The Q&A Archives: rose tree winter care

Question: I have just received 4 monrovia nursery tree roses as a gift, and am unsure of the care they need in order to survive our winters here in zone 6-7. Could you recommend a source for this information? Thank you very much. I am looking forward to years of enjoyment. I hope I can. Robin Salonus

Answer: Tree or standard roses are produced by bud-grafting the desired rose variety onto a tall stem. Since the cold-sensitive bud union may be 2 or 3 feet above the ground, tree roses are extremely vulnerable to winter injury or death.

Protecting a tree rose is simply a matter of tipping and burying the plant. The first step in protecting a tree rose is to decide which direction to lay the plant. Then loosen the soil in the opposite direction with a spade. Put the blade into the soil about 1 to 1 1/2 feet from the base of the stem. Then gently rock the spade back and forth to loosen the soil and free the roots. Loosen the soil in a semicircle around the plant. On the other side of the tree rose, dig a trench to accommodate the plant and then carefully bend the trunk (stem) down to the ground. Peg the stem down with stakes. Finally, completely cover the tree rose with several inches of soil. You can mound dried leaves or straw over the top for additional insulation. In the spring, dig up the plant, fill in around the roots, water it well and it should begin growing for you.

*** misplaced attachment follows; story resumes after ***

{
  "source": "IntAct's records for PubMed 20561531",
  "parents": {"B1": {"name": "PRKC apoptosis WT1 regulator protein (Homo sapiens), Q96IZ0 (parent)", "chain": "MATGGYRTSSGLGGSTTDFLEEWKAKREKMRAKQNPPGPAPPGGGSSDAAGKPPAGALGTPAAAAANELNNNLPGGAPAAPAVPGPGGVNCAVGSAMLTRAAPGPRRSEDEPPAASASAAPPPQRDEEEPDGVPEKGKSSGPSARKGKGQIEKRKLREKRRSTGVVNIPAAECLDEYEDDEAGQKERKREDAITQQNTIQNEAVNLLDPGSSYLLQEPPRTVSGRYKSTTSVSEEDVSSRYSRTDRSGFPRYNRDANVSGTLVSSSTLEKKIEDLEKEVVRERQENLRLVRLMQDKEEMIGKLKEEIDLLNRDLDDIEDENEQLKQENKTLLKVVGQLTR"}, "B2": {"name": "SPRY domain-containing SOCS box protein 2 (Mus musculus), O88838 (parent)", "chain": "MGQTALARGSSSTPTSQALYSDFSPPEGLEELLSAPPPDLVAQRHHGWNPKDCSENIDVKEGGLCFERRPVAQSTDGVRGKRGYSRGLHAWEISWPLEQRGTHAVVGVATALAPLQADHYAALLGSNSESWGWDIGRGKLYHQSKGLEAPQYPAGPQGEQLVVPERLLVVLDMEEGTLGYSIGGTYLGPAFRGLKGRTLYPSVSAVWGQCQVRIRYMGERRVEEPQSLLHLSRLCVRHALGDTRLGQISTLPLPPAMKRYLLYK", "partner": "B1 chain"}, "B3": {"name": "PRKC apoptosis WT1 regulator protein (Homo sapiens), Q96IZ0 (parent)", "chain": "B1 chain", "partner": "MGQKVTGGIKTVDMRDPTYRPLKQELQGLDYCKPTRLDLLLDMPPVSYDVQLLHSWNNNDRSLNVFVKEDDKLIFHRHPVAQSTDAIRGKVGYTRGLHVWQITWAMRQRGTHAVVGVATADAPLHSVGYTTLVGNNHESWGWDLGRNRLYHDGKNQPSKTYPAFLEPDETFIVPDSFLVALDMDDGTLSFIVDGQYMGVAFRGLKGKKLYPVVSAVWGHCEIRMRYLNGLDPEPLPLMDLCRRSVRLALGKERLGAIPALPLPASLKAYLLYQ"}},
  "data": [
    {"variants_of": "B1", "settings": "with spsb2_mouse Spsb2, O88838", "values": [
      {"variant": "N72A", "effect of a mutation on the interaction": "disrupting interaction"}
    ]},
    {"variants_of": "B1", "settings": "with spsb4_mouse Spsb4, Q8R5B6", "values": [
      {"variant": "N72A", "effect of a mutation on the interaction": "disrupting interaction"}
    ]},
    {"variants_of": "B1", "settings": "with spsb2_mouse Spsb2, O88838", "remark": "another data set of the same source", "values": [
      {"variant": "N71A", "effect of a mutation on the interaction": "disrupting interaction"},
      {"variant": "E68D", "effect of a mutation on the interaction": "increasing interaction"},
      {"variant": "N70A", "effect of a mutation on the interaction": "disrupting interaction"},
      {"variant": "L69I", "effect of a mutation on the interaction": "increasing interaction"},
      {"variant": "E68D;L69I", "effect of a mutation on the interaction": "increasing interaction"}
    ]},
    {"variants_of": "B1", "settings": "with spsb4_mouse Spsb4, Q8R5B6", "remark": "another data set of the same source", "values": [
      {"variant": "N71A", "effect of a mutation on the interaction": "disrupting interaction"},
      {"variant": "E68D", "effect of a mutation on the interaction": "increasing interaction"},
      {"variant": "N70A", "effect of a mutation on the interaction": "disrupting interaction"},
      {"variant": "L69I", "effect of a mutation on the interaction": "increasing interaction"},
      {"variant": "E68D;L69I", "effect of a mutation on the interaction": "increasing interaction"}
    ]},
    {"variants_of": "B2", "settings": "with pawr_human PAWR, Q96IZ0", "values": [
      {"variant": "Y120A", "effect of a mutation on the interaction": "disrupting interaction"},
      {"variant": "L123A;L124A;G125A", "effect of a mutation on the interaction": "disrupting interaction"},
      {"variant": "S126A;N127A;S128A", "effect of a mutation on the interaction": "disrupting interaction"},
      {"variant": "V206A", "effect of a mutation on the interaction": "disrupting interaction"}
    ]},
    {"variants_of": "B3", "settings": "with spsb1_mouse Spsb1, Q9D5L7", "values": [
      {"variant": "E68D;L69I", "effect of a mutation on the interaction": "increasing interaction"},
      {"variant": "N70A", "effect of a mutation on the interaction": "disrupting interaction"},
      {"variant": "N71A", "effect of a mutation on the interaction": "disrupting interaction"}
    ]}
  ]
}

Best wishes with your new tree roses!

« Click to go to the homepage

» Ask a question of your own

Q&A Library Searching Tips

  • When singular and plural spellings differ, as in peony and peonies, try both.
  • Search terms are not case sensitive.

Today's site banner is by mcash70 and is called "Moss on a log"